The beginning of November is your last chance to save tender bulbs and plants that need winter protection. Variables such as how low the temp goes this winter, where you store your plants and even how much humidity is in the air, will determine your success with saving those plants.
Look at that project as a fun experiment because you don’t have much to lose. Even if your geraniums, fuchsia basket or cannas fail to make an encore appearance next summer, you will still have time to visit your local nursery and replace failures with greenhouse plants.
If you are impatient for more color in the month of May, these saves may not be for you. Overwintered plants sometimes take until mid-July to perk up from long days in winter storage.
Three Ways to Save Geraniums
The easiest method is to place the potted plants close to the house and shelter them on cold night with a tent of plastic bubble wrap. Water very little — I like to check the soil on holidays — about once a month. If our winter is mild, geraniums will survive and with some extra feeding in May they will thrive and bloom a second summer.
If your geraniums are growing in the ground, pull them up by their roots, put a string around the base of the plant and hang the uprooted geraniums from the rafters of a cold, but not freezing, garage or garden shed. You can prune the top of the plants off by one half to make them more manageable. In April cut down the hanging, bare root geraniums and repot into fresh potting soil. Grow indoors near a bright window until May.
If you a have a greenhouse or sunroom, you can overwinter potted geraniums by keeping the soil on the dry side and not fertilizing until you see signs of spring growth. You can also try taking cuttings from old plants and rooting them over the winter.
Two ways to save Fuchsias
The easy way is to hang or place the basket near a protected corner of the house and drape them loosely with bubble wrap using clothes pins to secure the plastic in several spots on the rim of the pot. Help them go dormant by holding back on water and fertilizer until you see new growth in late spring.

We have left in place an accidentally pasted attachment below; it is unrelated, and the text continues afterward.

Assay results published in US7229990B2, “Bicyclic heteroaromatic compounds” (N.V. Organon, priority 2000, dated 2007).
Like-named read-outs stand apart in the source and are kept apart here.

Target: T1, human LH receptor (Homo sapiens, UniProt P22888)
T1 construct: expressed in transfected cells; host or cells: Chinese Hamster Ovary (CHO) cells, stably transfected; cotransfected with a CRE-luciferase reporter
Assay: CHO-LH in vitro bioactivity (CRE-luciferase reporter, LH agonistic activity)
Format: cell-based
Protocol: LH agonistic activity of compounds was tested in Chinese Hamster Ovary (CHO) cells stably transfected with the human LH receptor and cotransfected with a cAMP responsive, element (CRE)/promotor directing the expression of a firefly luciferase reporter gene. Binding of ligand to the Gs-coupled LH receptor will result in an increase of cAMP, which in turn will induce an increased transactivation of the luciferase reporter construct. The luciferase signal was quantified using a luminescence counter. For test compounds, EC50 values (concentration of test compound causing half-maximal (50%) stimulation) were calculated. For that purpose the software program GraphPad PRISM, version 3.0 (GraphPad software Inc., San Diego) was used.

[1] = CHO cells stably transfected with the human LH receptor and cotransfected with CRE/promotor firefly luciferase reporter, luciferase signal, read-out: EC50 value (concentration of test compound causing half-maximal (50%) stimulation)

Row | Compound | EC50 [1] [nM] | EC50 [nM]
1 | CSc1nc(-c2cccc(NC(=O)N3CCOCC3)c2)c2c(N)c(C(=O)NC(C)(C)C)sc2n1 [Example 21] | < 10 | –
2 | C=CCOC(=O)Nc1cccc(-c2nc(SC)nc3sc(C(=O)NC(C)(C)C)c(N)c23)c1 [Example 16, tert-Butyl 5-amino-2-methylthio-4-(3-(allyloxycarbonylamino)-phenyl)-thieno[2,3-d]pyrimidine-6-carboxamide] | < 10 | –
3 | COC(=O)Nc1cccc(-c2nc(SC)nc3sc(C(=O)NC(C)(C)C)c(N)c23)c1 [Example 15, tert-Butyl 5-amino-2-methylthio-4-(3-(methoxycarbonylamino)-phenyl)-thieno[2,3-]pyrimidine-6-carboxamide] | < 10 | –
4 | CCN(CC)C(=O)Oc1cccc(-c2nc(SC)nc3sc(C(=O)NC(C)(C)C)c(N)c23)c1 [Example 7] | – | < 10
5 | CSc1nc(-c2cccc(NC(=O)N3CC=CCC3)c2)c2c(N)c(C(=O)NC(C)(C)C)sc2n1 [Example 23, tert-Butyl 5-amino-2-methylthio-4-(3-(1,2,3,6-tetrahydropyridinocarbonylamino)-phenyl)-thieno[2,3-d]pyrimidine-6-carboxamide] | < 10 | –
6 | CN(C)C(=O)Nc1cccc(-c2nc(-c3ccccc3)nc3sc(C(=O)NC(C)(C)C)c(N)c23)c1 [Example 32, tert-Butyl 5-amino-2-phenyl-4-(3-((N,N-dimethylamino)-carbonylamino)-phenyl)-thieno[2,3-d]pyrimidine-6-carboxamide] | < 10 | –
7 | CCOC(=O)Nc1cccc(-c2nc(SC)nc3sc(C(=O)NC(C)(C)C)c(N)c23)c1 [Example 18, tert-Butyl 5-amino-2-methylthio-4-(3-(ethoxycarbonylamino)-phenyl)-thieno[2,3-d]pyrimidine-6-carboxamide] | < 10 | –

A more reliable way to coax your fuchsia into a second year of blooms is to cut back the entire hanging basket to six-inch stumps. Next place this butchered basket in a cold but not freezing spot or dig a hole one foot deep, deposit the basket and cover it with fallen leaves.
Place a tarp on top to mark the spot and keep out the rain. Unearth the dormant plants in March, bring indoors and grow near a sunny window until all danger of frost has passed. You do not need to take any heroic measures to save hardy fuchsias (Fuchsia magellanica). These are the shrubby fuchsia with tiny leaves and small flowers. Just leave then in the ground and resist the urge to prune back their woody tops until you see new growth in June.
Two ways to save tender bulbs of canna, begonia and dahlias
The safest way to recoup your investment from plants that sprout from tender bulbs is to cut off the stems at soil level this month and dig and remove the tuber from the soil.
Shake off any soil and allow the root to dry a bit indoors for 24 hours. Then place inside a brown paper bag (plastic holds too much moisture) and store in a cool garage, basement or crawl space.
The hard part is remembering where you put the bulbs and when to replant them. Mark the calendar now so you can replant begonias and cannas indoors in pots during the month of April for setting outdoors in late May. Dahlias can be planted back into the soil outdoors in early May.
An easier way to save tender bulbs if you are a gambling gardener is to leave them in the ground or in their pots and cover the newly cut crown of each plant with sword fern fronds or a section of tarp. By keeping out the rain and snow, your tender bulbs can often survive the winter on their own.
So what have you got to lose? Make this the winter of your plants’ content and see what plants honor your garden with an encore.
Marianne Binetti has a degree in horticulture from Washington State University and is the author of several books. Reach her at binettigarden.com.